Chinese cars have been displayed at the Detroit Auto Show for the past several years. Many industry critics ridiculed them for design or quality flaws. But others see these first Chinese vehicles and remember how Japanese and Korean cars were once laughed off—only to become mainstream products in America.


Kathleen Ligocki, CEO of GS Motors and formerly president of Ford of Mexico, expects Chinese-designed cars to begin production in Mexico in 2010—and make their way to the US about five years after first testing the waters in Latin America and Canada. GS Motors, a Mexican company, already imports three models from China’s First Auto Works (FAW) and sold 4,000 of them in Mexico last year.

Here’s the zinger: Ligocki believes Chinese cars will be sold in the US through big-box stores like Costco or Wal-Mart, which is how GS Motors is retailing them in Mexico.

GS is building an assembly plant in Michoacan, Mexico with FAW. The plan is for vehicles to roll off the line beginning in 2010. GS Motors will launch the FAW brand in Mexico this year with the F1 Hatchback, an entry-level car sold for under $5,500. FAW, one of the largest Chinese automakers, is allied in China with Volkswagen. FAW also produces the Miles ZX40, a small van-style neighborhood electric vehicle, developed by Miles Electric Vehicles, based on Santa Monica, Calif.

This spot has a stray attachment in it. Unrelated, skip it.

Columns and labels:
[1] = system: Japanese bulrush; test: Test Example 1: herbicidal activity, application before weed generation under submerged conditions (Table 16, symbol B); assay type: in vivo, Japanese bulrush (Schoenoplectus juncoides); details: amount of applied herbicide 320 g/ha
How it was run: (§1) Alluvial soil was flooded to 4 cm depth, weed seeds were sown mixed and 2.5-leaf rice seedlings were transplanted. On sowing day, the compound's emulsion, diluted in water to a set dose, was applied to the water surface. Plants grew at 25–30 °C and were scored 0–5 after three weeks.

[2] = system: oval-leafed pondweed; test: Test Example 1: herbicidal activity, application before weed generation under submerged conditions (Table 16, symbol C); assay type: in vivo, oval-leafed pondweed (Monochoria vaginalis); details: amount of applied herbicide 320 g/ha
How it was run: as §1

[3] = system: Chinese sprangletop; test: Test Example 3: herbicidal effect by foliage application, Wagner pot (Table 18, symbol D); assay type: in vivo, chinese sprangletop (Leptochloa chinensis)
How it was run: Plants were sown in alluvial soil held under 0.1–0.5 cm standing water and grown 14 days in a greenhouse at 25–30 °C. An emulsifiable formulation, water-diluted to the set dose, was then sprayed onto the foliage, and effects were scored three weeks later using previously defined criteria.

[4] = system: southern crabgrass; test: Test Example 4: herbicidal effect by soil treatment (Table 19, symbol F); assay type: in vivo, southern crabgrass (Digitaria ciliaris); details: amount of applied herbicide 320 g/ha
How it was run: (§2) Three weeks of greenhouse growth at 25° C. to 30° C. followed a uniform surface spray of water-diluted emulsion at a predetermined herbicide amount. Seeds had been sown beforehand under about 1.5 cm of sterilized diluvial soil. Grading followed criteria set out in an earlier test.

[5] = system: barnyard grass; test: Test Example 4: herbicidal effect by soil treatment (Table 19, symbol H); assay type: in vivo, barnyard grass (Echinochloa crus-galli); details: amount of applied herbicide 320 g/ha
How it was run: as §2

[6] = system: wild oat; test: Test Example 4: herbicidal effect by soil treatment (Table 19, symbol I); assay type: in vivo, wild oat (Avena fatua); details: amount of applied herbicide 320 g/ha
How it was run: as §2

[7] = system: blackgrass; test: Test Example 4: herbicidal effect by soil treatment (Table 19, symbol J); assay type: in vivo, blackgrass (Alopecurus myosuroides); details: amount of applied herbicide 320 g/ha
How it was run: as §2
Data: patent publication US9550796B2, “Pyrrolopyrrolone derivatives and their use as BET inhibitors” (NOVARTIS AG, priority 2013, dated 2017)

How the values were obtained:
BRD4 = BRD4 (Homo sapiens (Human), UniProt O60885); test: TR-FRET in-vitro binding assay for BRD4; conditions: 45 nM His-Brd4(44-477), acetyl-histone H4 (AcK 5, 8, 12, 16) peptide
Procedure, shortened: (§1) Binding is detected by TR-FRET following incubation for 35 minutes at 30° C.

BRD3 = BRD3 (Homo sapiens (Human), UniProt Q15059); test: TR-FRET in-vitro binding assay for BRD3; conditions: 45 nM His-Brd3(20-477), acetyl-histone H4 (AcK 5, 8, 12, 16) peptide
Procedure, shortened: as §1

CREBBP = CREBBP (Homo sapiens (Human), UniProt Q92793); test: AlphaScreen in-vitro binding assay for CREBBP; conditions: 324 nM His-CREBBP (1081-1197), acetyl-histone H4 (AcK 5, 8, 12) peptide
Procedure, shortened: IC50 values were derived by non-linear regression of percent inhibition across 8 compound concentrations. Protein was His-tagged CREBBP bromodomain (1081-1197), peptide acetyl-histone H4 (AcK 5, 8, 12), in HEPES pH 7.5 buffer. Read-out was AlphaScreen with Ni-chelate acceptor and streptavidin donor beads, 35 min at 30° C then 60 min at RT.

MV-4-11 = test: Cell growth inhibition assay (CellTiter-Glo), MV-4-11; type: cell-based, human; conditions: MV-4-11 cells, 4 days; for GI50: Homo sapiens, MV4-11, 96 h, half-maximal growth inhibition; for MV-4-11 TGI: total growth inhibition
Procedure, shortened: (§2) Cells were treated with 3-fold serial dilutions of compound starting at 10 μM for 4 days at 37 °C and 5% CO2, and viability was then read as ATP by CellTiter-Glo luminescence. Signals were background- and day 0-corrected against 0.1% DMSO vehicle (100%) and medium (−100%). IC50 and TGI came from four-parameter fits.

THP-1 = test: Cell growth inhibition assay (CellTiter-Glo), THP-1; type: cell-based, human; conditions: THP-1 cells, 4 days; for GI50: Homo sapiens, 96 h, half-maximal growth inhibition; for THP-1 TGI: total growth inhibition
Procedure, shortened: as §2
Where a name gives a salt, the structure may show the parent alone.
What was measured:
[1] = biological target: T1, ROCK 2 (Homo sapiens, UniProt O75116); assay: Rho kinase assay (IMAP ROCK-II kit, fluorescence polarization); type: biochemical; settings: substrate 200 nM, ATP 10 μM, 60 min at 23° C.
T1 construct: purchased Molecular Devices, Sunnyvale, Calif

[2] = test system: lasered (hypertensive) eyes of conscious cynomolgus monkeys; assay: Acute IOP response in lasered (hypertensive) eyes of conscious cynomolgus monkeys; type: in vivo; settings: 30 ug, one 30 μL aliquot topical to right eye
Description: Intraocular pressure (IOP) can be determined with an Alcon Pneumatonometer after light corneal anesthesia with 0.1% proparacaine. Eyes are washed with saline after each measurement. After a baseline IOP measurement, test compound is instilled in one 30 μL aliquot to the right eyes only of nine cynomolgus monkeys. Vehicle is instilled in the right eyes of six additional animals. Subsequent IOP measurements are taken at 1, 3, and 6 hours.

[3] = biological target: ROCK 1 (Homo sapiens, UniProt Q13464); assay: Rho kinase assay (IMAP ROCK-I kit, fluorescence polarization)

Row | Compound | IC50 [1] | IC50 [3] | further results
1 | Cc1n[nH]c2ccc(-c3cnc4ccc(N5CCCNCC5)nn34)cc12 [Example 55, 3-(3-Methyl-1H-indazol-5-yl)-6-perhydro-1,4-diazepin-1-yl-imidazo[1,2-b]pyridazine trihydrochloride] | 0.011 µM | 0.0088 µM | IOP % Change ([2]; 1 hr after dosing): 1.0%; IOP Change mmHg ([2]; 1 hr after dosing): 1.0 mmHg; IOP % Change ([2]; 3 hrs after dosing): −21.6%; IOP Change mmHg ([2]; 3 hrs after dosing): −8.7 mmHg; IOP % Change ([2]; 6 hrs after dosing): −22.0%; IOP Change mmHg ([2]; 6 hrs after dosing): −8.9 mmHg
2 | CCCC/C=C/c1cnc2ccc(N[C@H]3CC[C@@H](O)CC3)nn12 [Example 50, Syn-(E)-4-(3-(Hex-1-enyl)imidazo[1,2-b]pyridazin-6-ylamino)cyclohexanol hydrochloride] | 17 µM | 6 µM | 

GS Motors is racing to bring the first Chinese cars to America via Mexico—but they are not alone. BYD (Build Your Dreams) showed plug-in hybrid and electric model in Detroit last month and promised to bring them to the US as early as next year. In fact, many of China’s 80 or so auto companies have made similar gestures, with varying degrees of seriousness.

While Ligocki and other industry executives believe Chinese cars will inevitably enter the US market, these plans have been slowed down by the global economic crisis. The Chinese domestic car market is already experiencing lower demand. And many analysts—including the Chinese central government—forecast that a number of Chinese automakers will not survive the coming year as cash and enthusiasm for importing Chinese cars is diminished.